held on May 3 - 9, 1997 in Jurmala, Latvia
European Documentary Film Symposiums Riga, 1999


I should like to say that the person operating the camera is, in fact, of more importance than the director, for life happens once only, it is happening at this particular moment, and it is the person with the camera who decides how to employ it. If he has a particular attitude to what he is seeing at the moment, and if he is able to find the size required and the suitable distance between the characters and the camera, to react to the changes in the frame, if he is able to react professionally to what is happening in these particular moments in life, if he knows what and how the camera should do, then the sequence shot by him becomes a frame, becomes cinema.

A.F. Losev once told me: there are clever people of two different kinds; some say what they know, while the others think at the moment of speaking and try to say something they do not know as yet, something generated at the moment in their head. A person with the camera is the person thinking at the moment the camera zooms, and if he is thinking, then a real frame will emerge.

The movie "Look at the Face" was mentioned many times, but the most important thing about it was forgotten, I think. This movie, as any one which stays in the history of documentary cinema, is based on certain principles. Its aesthetic principle is defined by its title: "Look at the Face". Everything is done for this sake.

Movies have different origins. Some start with the contents, still others presume that the cinema is the opportunity to let people feel something they would not be able to feel otherwise. That only while sitting in a dark hall and looking at the screen can they experience emotional impressions impossible to experience in any other situation, either in an intelligent conversation, or when reading novels, or even when watching a feature film. This is the origin of a film: if the person who intends to make it has a certain aesthetic position and if he knows what sort of feelings and emotions documentary cinema can provide. Documentary cinema only, not any other kind of art or of human activity, i.e. in my view, it is not enough to be a clever or a decent person in order to make documentary films.

Surely, we can indulge in recalling time and again how good it was when everything was so bad, how gifted we were when we were not allowed to speak, but we still found a way to do it so that people would understand what we had in mind. It’s high time we stopped toying with it, we stopped harping on the same string. Nobody cares. The world seems not to have been in the know. I think that life goes on and we should stick to our work. Thank God, there is the TV and the video now, they have deprived us of what we should not deal with, and we should now do something that nobody else can.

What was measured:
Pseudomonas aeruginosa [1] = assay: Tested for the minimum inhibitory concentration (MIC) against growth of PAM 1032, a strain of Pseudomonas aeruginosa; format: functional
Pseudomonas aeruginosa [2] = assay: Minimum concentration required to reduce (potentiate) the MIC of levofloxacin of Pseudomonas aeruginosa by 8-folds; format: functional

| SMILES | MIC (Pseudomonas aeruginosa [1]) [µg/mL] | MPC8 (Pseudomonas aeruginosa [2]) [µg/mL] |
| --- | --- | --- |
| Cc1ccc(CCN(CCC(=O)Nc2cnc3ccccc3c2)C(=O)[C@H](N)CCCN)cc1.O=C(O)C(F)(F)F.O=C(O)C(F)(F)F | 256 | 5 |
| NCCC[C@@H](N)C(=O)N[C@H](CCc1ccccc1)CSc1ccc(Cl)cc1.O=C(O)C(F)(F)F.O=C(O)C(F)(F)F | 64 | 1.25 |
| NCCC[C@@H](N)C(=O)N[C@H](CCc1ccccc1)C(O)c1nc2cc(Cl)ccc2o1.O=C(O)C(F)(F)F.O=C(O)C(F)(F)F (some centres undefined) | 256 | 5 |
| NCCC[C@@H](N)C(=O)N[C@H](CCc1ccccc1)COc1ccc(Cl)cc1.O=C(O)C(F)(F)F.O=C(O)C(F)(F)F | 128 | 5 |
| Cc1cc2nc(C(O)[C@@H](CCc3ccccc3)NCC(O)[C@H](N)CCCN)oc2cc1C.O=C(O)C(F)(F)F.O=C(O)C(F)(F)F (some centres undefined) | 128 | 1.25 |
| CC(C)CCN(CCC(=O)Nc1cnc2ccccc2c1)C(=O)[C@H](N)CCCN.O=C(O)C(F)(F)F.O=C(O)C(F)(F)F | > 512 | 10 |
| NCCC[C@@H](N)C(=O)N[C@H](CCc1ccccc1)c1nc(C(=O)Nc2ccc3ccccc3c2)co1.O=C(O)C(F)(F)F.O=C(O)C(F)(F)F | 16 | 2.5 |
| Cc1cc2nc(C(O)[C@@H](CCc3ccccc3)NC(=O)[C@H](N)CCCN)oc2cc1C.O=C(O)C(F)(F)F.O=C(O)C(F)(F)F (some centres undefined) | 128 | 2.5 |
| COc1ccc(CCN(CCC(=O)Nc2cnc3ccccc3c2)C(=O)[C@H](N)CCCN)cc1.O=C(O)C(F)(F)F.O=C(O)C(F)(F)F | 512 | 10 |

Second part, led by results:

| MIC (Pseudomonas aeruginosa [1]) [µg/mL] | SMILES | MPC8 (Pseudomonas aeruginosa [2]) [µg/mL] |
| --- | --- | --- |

What is, actually, essential for a documentary film director? What should he be able to do? A person with the camera has his own cast of mind, unknown to anyone, and he pays attention the things that other people just do not notice. Not because he is better or worse, it’s just that his nose or his nature is different.

So, if it is only you who can film what you want to film, it’s worth it. There are many themes which can be dealt with by five or a hundred of directors, but in this case it’s not worth doing, for they will do it without you. But you are able to see something that would seem insignificant and vague to someone else. Then it’s yours. Only something that will never occur to others to do is worth doing.

I also think that when they publish, say, in a magazine the frame with "Madonna Litta" by Leonardo from "Look at the Face", it’s not only its colour that is lost, but also the main thing about it: the only format possible. When the artist was painting it, he did not assume that two versions were possible, but only one. Life itself cannot have two versions, it cannot happen twice. You can film twice on the video, and that’s why it’s of no interest. You can do it once only on a film, and life, too, takes place once only, so at this very moment you have to hit on the only possible format of each frame. You get a bit closer - and life is presented in a false way, you have overdone it. The person behaves unnaturally. You go a bit further - the most essential thing is lost: the relation between the camera and that person. If while shooting you always feel this borderline, the frame will transform in time and it will remain a frame.

At the beginning of the workshop I was cross, because I thought: well, here I am again, and they are going to tell me something I studied at college. 15 or 20 year have passed since, and it’s high time we discussed something else. Times have changed. But now I am grateful to all of you, for I realised suddenly that I had not discussed cinema with anyone in this way for quite a time. Usually we discuss the lack of financing, how cinema should be financed, listen to wonderful presentations on how this is done in other countries. We just don’t discuss the conception of a new movie or what film is worth sparing on, so, frankly, I’m glad that I’ve come here.

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